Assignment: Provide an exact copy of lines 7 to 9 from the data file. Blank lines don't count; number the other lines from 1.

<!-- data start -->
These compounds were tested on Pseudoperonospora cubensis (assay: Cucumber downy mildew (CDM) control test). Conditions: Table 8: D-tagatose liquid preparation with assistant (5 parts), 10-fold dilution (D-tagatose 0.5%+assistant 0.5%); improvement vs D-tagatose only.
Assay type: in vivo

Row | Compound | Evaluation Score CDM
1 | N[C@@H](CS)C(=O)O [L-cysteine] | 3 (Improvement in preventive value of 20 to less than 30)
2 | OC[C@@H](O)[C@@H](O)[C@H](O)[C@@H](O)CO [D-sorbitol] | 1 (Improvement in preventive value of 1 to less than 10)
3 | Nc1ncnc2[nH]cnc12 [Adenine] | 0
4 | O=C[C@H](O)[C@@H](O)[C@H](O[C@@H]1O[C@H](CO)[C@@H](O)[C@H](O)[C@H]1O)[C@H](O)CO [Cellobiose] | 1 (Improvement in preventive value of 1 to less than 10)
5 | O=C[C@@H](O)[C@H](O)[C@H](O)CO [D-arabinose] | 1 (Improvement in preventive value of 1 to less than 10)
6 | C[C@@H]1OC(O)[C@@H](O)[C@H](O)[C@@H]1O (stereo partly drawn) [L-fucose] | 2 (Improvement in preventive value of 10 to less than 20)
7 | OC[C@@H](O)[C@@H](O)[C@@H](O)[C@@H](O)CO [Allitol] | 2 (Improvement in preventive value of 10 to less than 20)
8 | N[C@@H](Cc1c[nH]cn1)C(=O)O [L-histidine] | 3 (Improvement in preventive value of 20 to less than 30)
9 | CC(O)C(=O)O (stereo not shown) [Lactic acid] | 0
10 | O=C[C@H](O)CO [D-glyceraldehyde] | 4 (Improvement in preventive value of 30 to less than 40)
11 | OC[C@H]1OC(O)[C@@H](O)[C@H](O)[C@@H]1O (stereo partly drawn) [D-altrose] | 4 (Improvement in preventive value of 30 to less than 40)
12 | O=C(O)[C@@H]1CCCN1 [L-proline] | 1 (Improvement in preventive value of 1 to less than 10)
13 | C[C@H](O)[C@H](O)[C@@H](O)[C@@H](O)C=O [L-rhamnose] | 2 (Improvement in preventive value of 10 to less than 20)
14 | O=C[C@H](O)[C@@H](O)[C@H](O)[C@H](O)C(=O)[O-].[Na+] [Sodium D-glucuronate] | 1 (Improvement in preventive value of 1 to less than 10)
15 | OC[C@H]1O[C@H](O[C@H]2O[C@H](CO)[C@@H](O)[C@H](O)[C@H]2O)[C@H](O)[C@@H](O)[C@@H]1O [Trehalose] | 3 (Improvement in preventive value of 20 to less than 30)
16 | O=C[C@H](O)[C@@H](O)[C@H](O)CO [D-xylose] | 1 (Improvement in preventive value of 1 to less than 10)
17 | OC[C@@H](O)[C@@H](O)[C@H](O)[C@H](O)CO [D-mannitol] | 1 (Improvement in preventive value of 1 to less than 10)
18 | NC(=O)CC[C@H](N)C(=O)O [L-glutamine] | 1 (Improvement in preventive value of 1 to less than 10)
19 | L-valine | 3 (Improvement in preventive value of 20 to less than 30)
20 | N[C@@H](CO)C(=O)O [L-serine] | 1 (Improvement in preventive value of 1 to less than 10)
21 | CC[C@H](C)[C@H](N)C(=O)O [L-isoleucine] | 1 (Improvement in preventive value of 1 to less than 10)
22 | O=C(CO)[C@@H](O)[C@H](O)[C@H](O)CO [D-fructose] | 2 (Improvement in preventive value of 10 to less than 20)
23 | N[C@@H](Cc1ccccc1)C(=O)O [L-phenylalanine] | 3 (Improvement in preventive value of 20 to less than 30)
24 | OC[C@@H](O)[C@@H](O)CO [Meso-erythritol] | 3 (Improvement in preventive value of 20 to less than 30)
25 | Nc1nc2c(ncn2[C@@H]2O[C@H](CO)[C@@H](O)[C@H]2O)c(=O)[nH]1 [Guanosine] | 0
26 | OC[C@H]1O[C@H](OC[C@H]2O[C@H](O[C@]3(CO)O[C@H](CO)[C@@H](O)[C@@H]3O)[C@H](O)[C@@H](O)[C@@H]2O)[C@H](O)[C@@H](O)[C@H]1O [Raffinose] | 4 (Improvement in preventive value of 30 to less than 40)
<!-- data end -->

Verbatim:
4 | O=C[C@H](O)[C@@H](O)[C@H](O[C@@H]1O[C@H](CO)[C@@H](O)[C@H](O)[C@H]1O)[C@H](O)CO [Cellobiose] | 1 (Improvement in preventive value of 1 to less than 10)
5 | O=C[C@@H](O)[C@H](O)[C@H](O)CO [D-arabinose] | 1 (Improvement in preventive value of 1 to less than 10)
6 | C[C@@H]1OC(O)[C@@H](O)[C@H](O)[C@@H]1O (stereo partly drawn) [L-fucose] | 2 (Improvement in preventive value of 10 to less than 20)